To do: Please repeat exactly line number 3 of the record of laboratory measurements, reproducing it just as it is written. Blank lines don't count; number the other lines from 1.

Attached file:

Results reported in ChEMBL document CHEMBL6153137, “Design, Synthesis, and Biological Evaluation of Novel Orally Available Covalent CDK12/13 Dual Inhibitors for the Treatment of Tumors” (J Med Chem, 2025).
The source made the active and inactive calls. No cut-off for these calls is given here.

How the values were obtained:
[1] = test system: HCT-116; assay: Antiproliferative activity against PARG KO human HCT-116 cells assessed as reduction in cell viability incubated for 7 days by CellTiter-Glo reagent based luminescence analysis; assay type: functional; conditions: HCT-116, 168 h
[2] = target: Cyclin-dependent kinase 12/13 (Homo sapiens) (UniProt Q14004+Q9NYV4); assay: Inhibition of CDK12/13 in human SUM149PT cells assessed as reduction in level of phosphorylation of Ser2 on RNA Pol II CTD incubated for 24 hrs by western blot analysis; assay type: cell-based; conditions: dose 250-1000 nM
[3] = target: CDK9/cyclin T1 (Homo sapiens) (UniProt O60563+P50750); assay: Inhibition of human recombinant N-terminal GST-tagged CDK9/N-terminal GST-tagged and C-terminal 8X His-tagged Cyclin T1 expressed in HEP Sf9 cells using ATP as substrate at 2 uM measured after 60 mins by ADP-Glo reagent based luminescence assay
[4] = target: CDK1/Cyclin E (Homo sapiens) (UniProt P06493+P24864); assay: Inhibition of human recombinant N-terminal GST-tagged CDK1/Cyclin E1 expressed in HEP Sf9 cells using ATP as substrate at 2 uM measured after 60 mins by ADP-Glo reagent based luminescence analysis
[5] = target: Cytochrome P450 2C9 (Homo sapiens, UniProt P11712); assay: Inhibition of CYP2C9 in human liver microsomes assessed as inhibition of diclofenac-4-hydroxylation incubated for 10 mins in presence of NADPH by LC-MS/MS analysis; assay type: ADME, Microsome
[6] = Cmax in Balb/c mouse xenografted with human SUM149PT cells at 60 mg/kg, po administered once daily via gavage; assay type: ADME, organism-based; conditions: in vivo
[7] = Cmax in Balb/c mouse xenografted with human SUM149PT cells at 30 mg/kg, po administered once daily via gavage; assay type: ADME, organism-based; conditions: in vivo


How the values were obtained: